[ 7 June 1818 ]
On 7 June 1818, a short newspaper article in the Windsor and Eton Gazette carried an opinion piece on the latest reports from the British colony of Ceylon. It denounced the brutality of the British authorities, including their use of extreme methods of collective punishment against areas believed sympathetic to the rebels in the interior of the country. ‘Conciliation,’ it explained, ‘does not appear to be among the means adopted in Ceylon for bringing the natives to subjection… Their villages are burnt… their cattle are slaughtered, their stores of rice are destroyed, as if it were a British object to starve and render desperate these miserable dependents on our power.’1
On 18 February, the island’s governor, Lieutenant-General Sir Robert Brownrigg, had issued a proclamation giving his senior commanders in the field a license to inflict whatever ‘punishments,’ including summary executions, that they considered necessary. Specifically, it authorised British officers and presumably sometimes ordinary soldiers to ‘punish all persons’ they deemed to be ‘acting, aiding or in any way assisting in the rebellion… according to martial law, either by death or otherwise, as to them shall seem right and expedient.’2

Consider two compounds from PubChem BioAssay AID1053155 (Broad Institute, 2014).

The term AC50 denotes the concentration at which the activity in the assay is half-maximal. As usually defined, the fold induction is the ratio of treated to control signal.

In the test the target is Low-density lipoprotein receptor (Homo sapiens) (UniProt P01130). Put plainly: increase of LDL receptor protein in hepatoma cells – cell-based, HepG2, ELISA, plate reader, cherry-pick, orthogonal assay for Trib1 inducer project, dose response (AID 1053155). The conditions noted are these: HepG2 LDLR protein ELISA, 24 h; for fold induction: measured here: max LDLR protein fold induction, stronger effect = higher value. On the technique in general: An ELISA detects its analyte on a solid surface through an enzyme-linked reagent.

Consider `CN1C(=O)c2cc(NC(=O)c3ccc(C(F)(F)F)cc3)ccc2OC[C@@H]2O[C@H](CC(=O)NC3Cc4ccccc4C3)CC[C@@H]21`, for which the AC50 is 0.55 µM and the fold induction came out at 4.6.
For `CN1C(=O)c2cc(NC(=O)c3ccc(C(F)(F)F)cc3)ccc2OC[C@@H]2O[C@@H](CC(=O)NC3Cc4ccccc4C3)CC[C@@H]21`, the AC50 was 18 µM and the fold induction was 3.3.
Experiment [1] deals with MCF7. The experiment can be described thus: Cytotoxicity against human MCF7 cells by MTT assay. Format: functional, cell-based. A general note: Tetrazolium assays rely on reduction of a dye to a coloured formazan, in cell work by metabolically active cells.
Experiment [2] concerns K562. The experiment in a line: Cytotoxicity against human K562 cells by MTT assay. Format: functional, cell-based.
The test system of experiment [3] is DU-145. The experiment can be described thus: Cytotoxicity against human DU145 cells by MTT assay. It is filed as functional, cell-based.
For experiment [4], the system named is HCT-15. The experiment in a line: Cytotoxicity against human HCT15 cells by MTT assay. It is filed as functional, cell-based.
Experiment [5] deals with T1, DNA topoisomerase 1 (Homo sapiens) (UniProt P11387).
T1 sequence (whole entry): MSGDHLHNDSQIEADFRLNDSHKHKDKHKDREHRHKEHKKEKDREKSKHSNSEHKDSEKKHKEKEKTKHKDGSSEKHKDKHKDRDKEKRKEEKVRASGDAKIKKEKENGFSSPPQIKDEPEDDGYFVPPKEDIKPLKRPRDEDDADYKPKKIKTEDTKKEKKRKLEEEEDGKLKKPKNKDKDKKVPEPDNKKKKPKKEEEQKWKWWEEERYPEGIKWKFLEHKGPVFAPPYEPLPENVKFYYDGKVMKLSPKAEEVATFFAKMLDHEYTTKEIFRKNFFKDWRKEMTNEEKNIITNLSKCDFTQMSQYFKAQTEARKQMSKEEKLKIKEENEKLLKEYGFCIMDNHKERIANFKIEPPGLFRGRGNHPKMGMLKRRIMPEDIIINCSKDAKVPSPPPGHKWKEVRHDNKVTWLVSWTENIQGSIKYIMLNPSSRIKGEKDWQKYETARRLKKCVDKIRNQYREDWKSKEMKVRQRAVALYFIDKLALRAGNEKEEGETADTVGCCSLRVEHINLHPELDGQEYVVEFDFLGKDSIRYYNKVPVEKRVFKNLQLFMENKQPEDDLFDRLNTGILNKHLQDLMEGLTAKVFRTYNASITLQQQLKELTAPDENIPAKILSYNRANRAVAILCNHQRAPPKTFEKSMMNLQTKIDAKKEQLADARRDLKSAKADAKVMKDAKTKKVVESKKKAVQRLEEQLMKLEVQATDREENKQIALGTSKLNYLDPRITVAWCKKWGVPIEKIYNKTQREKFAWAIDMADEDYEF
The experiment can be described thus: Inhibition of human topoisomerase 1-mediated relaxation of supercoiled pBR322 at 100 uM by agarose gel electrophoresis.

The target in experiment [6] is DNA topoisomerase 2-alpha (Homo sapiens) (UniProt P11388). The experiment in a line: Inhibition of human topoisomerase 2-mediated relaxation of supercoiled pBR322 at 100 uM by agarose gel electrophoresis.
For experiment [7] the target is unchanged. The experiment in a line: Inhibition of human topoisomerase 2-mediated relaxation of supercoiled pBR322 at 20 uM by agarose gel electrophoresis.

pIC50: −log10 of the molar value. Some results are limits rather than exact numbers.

- “Foreign Intelligence,” The Windsor and Eton Express, 7 June 1818 p. 2.
- ‘Cited in ‘Ceylon Intelligence – Proclamation,’ The Globe, 22 August 1818, p.2.
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